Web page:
You could have knocked me over with a feather when news reached Sydney yesterday that All Black Dan Carter had suffered a Rugby World Cup tournament-ending injury. At first I thought, "They have got this wrong and mean just the one game against Canada." But news item after news item was led by the confirmation even on league grand final day here across the Ditch.
Texts started to flow as the reality of losing arguably the tournament's most valuable player began to sink in.
And for all you Kiwis wondering how the news went down over this side of the Tasman, can I say sincerely that every Aussie I communicated with was genuinely saddened for Carter and the All Black team.
He is a magnificent yet humble team player and, like his captain, deserves his day in the spotlight.
His loss will have rocked New Zealand but, in an entirely different way from the human disasters of early this year in Christchurch, it can also serve to galvanise the squad.
I have no doubt that Carter can still play an unofficial off-field role in supporting the team in many ways, the obvious being mentoring his understudy Colin Slade and advising senior players and the coaching group.
But the last thing the All Black squad needs to hear right now is from a doubting nation conceding effectively that "here we go again, dominating the game between World Cups, but the stars have yet again somehow aligned against us at this crucial time every four years".
As I have maintained throughout this year, the All Blacks individually and collectively are the best team. They just need to get the processes done and let the scoreboard look after itself as they have done brilliantly thus far in this tournament.
They cannot afford self-doubt now as that can lead to becoming desperate to win and becoming what they can't afford to be - scoreboard focused.
I have always maintained that to win a World Cup you need many things but one critical feature is depth in your playing squad.
The All Blacks have it in spades, but I just don't know enough about Carter's understudy Slade to be able to make a true judgment of his all-round skills and abilities especially in sudden death tournament rugby.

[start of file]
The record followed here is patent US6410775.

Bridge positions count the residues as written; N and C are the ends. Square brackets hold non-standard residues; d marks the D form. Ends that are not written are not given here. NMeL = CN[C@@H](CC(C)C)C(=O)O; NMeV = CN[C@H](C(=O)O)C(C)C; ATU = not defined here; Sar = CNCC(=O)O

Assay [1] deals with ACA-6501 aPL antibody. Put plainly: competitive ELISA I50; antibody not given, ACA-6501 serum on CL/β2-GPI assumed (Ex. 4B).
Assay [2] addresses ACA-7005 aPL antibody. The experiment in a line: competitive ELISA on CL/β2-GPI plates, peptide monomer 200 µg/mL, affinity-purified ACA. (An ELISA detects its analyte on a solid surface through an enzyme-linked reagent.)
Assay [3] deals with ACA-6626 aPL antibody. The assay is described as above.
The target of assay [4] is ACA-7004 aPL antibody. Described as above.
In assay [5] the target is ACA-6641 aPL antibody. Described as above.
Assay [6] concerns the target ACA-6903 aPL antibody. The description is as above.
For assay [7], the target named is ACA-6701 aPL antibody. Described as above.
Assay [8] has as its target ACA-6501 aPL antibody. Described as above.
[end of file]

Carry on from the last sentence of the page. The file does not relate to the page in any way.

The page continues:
One thing I do know, however, is that every previous six teams who have triumphed in World Cups have had a pivotal and highly experienced No 10 steering them around the paddock.
Twenty years ago when my team lifted the Webb Ellis Cup we lost one of our standout forwards two weeks before boarding the plane. Our No 8, Tim Gavin, had become crucial to our success in Wellington in 1990, ending the mighty All Black record run of consecutive victories.
Gav went on to play brilliant rugby domestically in Australia in 1991 and was outstanding in massive wins against England and New Zealand in Sydney months before the World Cup commenced. My key 8/9 partnership with him was never stronger, yet weeks before the cup began he suffered a knee injury. I felt dreadful for Gav and when we celebrated a few months ago at our 20-year reunion I still felt terrible for him - he was invited, but declined. But you have to accept the reality and move on and adapt.
Bad news by way of injuries in sport is one life's inevitabilities. In fact I reckon half the New Zealand population was in some way expecting something like this to happen. You were just saying as long as it's not Richie or Dan. Well it is, and your squad now have an opportunity to show the rest of the world exactly how good this group in 2011 really can be.
Carter will be a huge omission. Just like Michael Jones was when we triumphed in the 1991 semifinal on a Sunday when Michael's commitment to the Sabbath kept him on the sidelines. But unlike your '91 team, this 2011 side is still ahead of the pack.